I’ve done it again! Cannot believe how I managed to read another 7 books in February.
1. The Black Ball by Ralph Ellison – 2018
A great collection of four short stories about four different experiences of black lives. The way Ellison writes these raw vignettes is marvelous, at first, he draws you in slowly and then suddenly “slaps” you across the face with the truth. Loved it.
Alright, so I actually enjoyed this a little bit more than the first! Don’t get me wrong I loved the first, getting to know Lyra, Mrs. Coulter, the Gyptians, the witches, Iorek, Lee Scoresby, and Asriel.
3. The Vanishing Half by Brit Bennett – 2020
This was just OK for me.
The plot had a lot of potential, but if you’ve read older novels about colorism, she didn’t really do much with it. I mean “Passing” by Nella Larson was like a quarter of the size of this book but was a much more complex, realistic, and thrilling story.
This is a collection of short stories by Isaac Asimov, part of his “Robot” series, and contains eight stories. It wasn’t as great as “I, Robot”, but was still very much enjoyable.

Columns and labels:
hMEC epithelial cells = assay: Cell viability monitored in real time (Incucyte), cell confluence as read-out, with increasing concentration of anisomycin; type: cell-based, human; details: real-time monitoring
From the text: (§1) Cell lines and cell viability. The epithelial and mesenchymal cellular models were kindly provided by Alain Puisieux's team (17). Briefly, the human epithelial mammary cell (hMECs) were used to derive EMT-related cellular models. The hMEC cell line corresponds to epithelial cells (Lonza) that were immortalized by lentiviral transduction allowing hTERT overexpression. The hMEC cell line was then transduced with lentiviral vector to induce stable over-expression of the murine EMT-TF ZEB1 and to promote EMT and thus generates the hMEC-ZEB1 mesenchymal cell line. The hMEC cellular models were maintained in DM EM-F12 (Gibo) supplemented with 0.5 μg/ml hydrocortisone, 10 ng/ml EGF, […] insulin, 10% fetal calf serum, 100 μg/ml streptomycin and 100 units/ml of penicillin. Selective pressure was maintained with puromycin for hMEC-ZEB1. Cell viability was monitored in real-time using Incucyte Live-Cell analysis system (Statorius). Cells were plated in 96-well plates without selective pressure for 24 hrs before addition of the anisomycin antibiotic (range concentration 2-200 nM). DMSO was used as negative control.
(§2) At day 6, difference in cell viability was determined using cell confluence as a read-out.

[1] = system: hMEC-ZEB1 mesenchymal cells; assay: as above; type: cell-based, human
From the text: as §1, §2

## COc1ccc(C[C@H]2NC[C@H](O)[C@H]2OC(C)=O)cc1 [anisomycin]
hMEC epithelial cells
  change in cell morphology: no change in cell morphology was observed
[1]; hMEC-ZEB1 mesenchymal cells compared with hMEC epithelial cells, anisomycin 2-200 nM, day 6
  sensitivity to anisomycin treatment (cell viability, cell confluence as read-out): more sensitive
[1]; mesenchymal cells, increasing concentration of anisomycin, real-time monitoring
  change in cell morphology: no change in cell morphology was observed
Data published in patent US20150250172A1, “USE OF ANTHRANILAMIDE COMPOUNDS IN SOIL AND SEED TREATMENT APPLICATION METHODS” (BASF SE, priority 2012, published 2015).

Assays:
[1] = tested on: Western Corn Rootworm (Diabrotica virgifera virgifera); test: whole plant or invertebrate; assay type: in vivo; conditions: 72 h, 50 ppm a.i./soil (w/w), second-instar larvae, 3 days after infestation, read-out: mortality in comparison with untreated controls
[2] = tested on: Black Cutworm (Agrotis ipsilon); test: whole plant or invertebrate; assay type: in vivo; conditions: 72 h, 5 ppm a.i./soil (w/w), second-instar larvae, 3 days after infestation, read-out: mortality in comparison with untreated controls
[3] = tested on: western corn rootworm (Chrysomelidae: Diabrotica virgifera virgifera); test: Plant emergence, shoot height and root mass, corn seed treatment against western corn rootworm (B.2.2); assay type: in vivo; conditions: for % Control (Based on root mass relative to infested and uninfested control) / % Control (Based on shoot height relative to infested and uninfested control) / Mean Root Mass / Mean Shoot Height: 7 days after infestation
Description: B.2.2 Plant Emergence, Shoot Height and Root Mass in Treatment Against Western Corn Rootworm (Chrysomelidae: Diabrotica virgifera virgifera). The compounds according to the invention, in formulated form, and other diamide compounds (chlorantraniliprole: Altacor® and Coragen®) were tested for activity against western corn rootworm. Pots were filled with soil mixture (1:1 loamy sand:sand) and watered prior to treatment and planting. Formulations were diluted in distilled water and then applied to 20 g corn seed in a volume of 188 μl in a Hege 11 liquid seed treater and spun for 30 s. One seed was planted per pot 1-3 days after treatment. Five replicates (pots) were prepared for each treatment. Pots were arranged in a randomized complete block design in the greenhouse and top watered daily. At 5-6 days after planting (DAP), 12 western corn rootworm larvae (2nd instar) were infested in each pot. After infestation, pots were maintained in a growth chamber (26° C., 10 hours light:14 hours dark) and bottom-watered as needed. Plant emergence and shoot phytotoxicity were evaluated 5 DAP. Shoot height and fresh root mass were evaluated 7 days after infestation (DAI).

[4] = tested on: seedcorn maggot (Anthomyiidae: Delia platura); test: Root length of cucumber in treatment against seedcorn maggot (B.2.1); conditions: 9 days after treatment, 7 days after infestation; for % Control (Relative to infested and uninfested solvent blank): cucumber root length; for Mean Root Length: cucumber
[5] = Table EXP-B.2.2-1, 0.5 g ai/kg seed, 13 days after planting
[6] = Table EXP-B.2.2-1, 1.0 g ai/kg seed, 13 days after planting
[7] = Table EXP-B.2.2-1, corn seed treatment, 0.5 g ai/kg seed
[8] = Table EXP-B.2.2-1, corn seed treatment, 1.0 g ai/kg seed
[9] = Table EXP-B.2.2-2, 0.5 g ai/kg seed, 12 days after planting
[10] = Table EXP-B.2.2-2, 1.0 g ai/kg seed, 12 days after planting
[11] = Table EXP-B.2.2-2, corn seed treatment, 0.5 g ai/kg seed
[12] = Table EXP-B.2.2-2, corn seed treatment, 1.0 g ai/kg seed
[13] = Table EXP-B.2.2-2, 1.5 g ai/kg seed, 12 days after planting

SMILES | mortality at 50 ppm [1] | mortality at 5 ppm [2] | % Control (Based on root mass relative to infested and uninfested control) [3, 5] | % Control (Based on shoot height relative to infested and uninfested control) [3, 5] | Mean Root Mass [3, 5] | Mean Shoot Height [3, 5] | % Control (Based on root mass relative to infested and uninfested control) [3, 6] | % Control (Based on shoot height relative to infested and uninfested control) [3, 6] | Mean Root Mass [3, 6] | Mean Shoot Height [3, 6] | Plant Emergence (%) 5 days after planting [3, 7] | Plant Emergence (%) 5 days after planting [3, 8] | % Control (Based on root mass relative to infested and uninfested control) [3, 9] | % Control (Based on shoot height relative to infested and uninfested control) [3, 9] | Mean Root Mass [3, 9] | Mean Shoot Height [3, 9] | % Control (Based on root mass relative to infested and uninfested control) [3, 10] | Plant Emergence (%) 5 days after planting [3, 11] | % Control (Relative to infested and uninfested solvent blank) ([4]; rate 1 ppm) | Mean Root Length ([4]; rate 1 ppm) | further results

The stories explore the relationships between humans and robots, as well as the ethical and philosophical implications of creating “conscious” machines. Just like other works by Asimov, these stories were not focused on plot or character development, but rather on situations and intellectual investigation.
A lovely and entertaining prequel to the Narnia series. It tells the story of Digory and Polly, who discover a magical world through the use of magic rings created by Digory’s uncle, Andrew, who’s a magician.
Of course, the book is full of religious allegories, exploring themes of good versus evil, temptation, and the consequences of actions. Although I found the pace to be a bit slow, I still very much enjoyed stepping back into Narnia.
6. Africa’s Tarnished Name by Chinua Achebe – 1997
This four-essay collection by Chinua Achebe is a masterful work of unapologetic genius. I loved every single word of it.
7. The Stranger by Albert Camus – 1942
This is my second time reading The Stranger by Albert Camus.
The novel explores the philosophy of existentialism through the eyes of its main character, Meursault. The story begins with the news of Meursault’s mother’s death and follows him as he navigates through the subsequent events of the funeral, his (problematic) relationships, his experience at a certain “event”, and finally his reflection on himself after the same “event”.